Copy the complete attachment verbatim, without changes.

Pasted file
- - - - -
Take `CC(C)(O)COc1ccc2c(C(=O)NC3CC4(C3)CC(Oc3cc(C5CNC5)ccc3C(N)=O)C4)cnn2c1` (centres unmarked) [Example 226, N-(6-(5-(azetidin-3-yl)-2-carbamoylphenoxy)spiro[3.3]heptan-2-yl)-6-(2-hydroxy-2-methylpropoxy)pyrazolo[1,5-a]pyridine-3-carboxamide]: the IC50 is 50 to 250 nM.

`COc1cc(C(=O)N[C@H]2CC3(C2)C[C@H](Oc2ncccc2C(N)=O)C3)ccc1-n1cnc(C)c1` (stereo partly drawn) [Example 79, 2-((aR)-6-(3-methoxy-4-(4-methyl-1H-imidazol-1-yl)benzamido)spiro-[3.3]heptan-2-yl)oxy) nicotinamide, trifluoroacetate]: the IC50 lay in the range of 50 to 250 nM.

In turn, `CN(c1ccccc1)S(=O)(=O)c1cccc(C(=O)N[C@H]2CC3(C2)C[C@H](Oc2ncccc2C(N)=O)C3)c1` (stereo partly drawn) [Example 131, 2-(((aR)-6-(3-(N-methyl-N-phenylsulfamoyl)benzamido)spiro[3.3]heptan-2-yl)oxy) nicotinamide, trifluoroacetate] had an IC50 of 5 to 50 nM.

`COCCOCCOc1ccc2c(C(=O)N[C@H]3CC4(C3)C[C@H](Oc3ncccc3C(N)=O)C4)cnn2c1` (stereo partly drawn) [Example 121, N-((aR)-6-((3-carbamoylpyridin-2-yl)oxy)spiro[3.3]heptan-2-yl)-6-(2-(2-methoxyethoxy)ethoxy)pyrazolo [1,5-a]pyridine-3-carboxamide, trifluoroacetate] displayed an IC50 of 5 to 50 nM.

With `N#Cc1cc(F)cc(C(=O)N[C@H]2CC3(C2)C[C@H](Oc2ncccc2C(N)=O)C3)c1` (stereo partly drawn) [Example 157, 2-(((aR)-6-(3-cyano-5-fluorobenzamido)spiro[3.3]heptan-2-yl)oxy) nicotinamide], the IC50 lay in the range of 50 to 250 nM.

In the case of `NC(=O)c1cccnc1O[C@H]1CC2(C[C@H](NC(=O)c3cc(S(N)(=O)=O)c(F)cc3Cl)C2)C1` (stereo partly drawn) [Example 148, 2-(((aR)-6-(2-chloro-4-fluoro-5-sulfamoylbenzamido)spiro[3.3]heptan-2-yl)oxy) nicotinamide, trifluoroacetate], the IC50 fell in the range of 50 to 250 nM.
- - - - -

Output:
Take `CC(C)(O)COc1ccc2c(C(=O)NC3CC4(C3)CC(Oc3cc(C5CNC5)ccc3C(N)=O)C4)cnn2c1` (centres unmarked) [Example 226, N-(6-(5-(azetidin-3-yl)-2-carbamoylphenoxy)spiro[3.3]heptan-2-yl)-6-(2-hydroxy-2-methylpropoxy)pyrazolo[1,5-a]pyridine-3-carboxamide]: the IC50 is 50 to 250 nM.

`COc1cc(C(=O)N[C@H]2CC3(C2)C[C@H](Oc2ncccc2C(N)=O)C3)ccc1-n1cnc(C)c1` (stereo partly drawn) [Example 79, 2-((aR)-6-(3-methoxy-4-(4-methyl-1H-imidazol-1-yl)benzamido)spiro-[3.3]heptan-2-yl)oxy) nicotinamide, trifluoroacetate]: the IC50 lay in the range of 50 to 250 nM.

In turn, `CN(c1ccccc1)S(=O)(=O)c1cccc(C(=O)N[C@H]2CC3(C2)C[C@H](Oc2ncccc2C(N)=O)C3)c1` (stereo partly drawn) [Example 131, 2-(((aR)-6-(3-(N-methyl-N-phenylsulfamoyl)benzamido)spiro[3.3]heptan-2-yl)oxy) nicotinamide, trifluoroacetate] had an IC50 of 5 to 50 nM.

`COCCOCCOc1ccc2c(C(=O)N[C@H]3CC4(C3)C[C@H](Oc3ncccc3C(N)=O)C4)cnn2c1` (stereo partly drawn) [Example 121, N-((aR)-6-((3-carbamoylpyridin-2-yl)oxy)spiro[3.3]heptan-2-yl)-6-(2-(2-methoxyethoxy)ethoxy)pyrazolo [1,5-a]pyridine-3-carboxamide, trifluoroacetate] displayed an IC50 of 5 to 50 nM.

With `N#Cc1cc(F)cc(C(=O)N[C@H]2CC3(C2)C[C@H](Oc2ncccc2C(N)=O)C3)c1` (stereo partly drawn) [Example 157, 2-(((aR)-6-(3-cyano-5-fluorobenzamido)spiro[3.3]heptan-2-yl)oxy) nicotinamide], the IC50 lay in the range of 50 to 250 nM.

In the case of `NC(=O)c1cccnc1O[C@H]1CC2(C[C@H](NC(=O)c3cc(S(N)(=O)=O)c(F)cc3Cl)C2)C1` (stereo partly drawn) [Example 148, 2-(((aR)-6-(2-chloro-4-fluoro-5-sulfamoylbenzamido)spiro[3.3]heptan-2-yl)oxy) nicotinamide, trifluoroacetate], the IC50 fell in the range of 50 to 250 nM.